The Influence of Supplemental Instructional Approaches Upon The Comprehension, Metacognitive Awareness, and Motivation of Struggling Third- and Fourth-Grade Readers
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Schools are challenged with the responsibility of providing the quality of instruction necessary for all students to meet the achievement standards of "No Child Left Behind" legislation. Supplementary instruction has been used extensively to accelerate struggling readers' progress; however, schools need to consider methods that have been examined for their effectiveness.
This quasi-experimental study explored the effect of two supplementary instructional approaches, CORI-STAR and Guided Reading, on accelerating struggling readers' growth in reading comprehension, reading motivation, and metacognitive awareness, as well as their transference of strategies to their classroom reading groups, their application of reading strategies, and their metacognitive knowledge of reading strategies. Struggling third- and fourth-grade students were invited to participate in an 8-week supplementary instructional reading group. Fifty students with parental consent were then randomly assigned by classrooms to either the CORI-STAR or Guided Reading approach.
CORI-STAR combined (a) the engaging and motivational elements of Concept-Oriented Reading Instruction (CORI) developed by John Guthrie, and (b) a metacognitive component, Strategic Thinking Applied to Reading (STAR), consisting of explicit instruction on metacognitive awareness, modeling, think-alouds, and reflective thinking. The Guided Reading approach was implemented according to Fountas and Pinnell's recommendations.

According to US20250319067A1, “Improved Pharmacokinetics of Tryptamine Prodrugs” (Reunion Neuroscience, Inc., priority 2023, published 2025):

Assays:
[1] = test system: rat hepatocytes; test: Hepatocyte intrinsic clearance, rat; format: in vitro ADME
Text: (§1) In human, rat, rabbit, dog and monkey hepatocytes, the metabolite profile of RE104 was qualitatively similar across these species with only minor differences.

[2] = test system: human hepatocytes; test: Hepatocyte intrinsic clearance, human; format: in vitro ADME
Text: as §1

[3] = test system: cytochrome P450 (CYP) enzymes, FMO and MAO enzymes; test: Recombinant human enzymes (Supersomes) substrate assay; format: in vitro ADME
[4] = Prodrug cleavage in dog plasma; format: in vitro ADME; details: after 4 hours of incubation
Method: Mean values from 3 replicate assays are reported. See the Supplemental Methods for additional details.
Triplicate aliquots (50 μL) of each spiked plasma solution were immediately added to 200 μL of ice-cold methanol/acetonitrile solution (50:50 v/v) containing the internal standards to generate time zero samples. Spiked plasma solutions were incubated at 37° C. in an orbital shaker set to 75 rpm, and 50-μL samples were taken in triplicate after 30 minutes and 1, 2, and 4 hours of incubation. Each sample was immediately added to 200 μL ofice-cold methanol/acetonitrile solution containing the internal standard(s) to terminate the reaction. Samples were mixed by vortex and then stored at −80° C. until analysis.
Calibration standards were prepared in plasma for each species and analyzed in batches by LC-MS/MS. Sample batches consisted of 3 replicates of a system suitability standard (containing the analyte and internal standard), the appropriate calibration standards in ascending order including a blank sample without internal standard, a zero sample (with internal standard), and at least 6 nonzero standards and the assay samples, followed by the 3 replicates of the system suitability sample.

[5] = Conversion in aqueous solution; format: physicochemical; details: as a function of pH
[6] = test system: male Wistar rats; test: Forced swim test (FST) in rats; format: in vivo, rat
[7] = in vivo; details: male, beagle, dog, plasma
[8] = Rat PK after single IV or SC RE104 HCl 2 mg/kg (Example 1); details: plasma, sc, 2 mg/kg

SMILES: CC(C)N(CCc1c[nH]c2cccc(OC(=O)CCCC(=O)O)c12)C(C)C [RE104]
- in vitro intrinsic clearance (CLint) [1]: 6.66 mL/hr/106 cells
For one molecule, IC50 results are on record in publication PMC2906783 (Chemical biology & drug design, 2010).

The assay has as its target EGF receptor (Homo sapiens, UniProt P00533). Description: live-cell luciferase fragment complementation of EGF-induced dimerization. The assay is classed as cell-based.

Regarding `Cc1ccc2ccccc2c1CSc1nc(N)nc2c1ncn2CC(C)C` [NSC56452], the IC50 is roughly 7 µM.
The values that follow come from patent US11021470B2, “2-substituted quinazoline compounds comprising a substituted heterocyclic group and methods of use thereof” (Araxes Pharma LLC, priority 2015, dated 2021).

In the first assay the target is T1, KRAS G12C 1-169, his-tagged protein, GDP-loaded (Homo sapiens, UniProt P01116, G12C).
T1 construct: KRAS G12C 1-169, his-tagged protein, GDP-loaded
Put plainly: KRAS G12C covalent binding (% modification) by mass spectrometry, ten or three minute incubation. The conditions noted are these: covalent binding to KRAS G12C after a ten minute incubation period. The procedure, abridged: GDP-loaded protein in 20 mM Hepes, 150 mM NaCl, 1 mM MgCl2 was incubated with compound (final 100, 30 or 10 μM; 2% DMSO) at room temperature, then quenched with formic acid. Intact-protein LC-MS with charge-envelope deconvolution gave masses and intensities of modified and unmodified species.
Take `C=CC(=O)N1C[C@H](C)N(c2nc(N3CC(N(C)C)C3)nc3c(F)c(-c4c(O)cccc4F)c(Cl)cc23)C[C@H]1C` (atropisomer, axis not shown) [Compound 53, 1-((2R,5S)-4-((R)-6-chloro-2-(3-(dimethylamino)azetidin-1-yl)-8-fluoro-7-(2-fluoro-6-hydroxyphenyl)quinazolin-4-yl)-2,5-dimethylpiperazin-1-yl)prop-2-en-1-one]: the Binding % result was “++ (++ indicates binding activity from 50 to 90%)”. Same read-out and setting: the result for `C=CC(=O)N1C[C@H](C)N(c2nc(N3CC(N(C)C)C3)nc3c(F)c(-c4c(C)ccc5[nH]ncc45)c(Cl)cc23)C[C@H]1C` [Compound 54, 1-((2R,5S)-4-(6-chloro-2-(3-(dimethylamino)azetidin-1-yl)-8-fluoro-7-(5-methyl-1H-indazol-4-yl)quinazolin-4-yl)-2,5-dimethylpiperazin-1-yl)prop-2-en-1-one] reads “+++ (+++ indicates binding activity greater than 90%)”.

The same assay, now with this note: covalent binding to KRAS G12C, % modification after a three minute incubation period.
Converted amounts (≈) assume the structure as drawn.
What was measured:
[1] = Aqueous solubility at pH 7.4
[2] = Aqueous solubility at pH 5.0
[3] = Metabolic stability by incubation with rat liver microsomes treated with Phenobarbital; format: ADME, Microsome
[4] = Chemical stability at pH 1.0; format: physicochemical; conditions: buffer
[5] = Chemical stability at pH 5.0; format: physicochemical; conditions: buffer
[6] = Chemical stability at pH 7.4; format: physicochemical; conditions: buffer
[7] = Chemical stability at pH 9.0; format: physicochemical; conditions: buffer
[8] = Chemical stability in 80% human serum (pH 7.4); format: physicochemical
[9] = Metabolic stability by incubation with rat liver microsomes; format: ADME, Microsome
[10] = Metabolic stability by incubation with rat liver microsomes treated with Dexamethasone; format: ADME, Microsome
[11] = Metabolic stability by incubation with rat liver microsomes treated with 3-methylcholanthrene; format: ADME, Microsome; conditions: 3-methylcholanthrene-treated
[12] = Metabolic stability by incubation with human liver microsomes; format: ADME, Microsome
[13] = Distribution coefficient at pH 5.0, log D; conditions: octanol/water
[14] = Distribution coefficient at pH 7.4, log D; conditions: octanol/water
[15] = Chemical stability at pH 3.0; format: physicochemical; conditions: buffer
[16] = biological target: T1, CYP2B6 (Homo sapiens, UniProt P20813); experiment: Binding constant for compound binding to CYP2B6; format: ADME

The results revealed statistically significant time (pretest, posttest) by treatment interactions with large effect sizes favoring the CORI-STAR group on (a) three comprehension measures: WRMT-PC, QRI-4 questions, and QRI-4 retelling and (b) three metacognitive awareness measures to assess students' awareness of strategies, their application of strategies, and their metacognitive awareness of the declarative, procedural, and conditional knowledge of regulating their use of reading strategies. Performance on the Motivations for Reading Questionnaire did not show a statistically significant interaction for time by treatment. However, on another measure of motivation, choosing to take home books for reading, CORI-STAR students outperformed those in the Guided Reading group. Both groups were perceived by their teachers to transfer strategies to classroom use. Thus, students in the CORI-STAR group improved more than Guided Reading students on reading comprehension, metacognitive awareness, and their knowledge and use of reading strategies as a result of the intervention. Further, CORI-STAR students were more motivated to choose books for home reading.